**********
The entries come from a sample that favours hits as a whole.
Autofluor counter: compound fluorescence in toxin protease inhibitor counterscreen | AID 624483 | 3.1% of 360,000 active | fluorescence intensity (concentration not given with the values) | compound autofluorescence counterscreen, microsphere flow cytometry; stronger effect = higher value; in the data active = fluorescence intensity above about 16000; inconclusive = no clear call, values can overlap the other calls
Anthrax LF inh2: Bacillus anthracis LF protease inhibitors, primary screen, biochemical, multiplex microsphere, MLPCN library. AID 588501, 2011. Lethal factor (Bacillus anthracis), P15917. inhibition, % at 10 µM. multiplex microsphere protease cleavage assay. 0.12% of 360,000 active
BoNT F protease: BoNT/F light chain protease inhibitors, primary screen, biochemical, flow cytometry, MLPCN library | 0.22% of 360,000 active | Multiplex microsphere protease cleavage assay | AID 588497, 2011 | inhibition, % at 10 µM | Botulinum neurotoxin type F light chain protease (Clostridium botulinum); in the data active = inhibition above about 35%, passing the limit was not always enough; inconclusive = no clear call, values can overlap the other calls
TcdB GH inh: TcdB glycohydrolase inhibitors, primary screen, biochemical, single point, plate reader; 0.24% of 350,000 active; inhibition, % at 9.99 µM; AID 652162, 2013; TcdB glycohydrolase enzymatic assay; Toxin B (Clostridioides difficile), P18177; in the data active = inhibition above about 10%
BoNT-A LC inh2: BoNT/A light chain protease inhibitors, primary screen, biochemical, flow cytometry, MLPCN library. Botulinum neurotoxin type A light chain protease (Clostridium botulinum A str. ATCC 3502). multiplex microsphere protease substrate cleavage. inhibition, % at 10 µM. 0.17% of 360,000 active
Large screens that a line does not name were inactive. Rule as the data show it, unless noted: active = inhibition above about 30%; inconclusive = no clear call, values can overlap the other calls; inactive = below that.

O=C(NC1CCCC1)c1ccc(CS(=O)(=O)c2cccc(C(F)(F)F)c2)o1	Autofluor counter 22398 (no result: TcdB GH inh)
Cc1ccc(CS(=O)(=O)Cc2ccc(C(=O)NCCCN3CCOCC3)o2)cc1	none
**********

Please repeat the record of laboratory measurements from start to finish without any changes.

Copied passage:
The entries come from a sample that favours hits as a whole.
Autofluor counter: compound fluorescence in toxin protease inhibitor counterscreen | AID 624483 | 3.1% of 360,000 active | fluorescence intensity (concentration not given with the values) | compound autofluorescence counterscreen, microsphere flow cytometry; stronger effect = higher value; in the data active = fluorescence intensity above about 16000; inconclusive = no clear call, values can overlap the other calls
Anthrax LF inh2: Bacillus anthracis LF protease inhibitors, primary screen, biochemical, multiplex microsphere, MLPCN library. AID 588501, 2011. Lethal factor (Bacillus anthracis), P15917. inhibition, % at 10 µM. multiplex microsphere protease cleavage assay. 0.12% of 360,000 active
BoNT F protease: BoNT/F light chain protease inhibitors, primary screen, biochemical, flow cytometry, MLPCN library | 0.22% of 360,000 active | Multiplex microsphere protease cleavage assay | AID 588497, 2011 | inhibition, % at 10 µM | Botulinum neurotoxin type F light chain protease (Clostridium botulinum); in the data active = inhibition above about 35%, passing the limit was not always enough; inconclusive = no clear call, values can overlap the other calls
TcdB GH inh: TcdB glycohydrolase inhibitors, primary screen, biochemical, single point, plate reader; 0.24% of 350,000 active; inhibition, % at 9.99 µM; AID 652162, 2013; TcdB glycohydrolase enzymatic assay; Toxin B (Clostridioides difficile), P18177; in the data active = inhibition above about 10%
BoNT-A LC inh2: BoNT/A light chain protease inhibitors, primary screen, biochemical, flow cytometry, MLPCN library. Botulinum neurotoxin type A light chain protease (Clostridium botulinum A str. ATCC 3502). multiplex microsphere protease substrate cleavage. inhibition, % at 10 µM. 0.17% of 360,000 active
Large screens that a line does not name were inactive. Rule as the data show it, unless noted: active = inhibition above about 30%; inconclusive = no clear call, values can overlap the other calls; inactive = below that.

O=C(NC1CCCC1)c1ccc(CS(=O)(=O)c2cccc(C(F)(F)F)c2)o1	Autofluor counter 22398 (no result: TcdB GH inh)
Cc1ccc(CS(=O)(=O)Cc2ccc(C(=O)NCCCN3CCOCC3)o2)cc1	none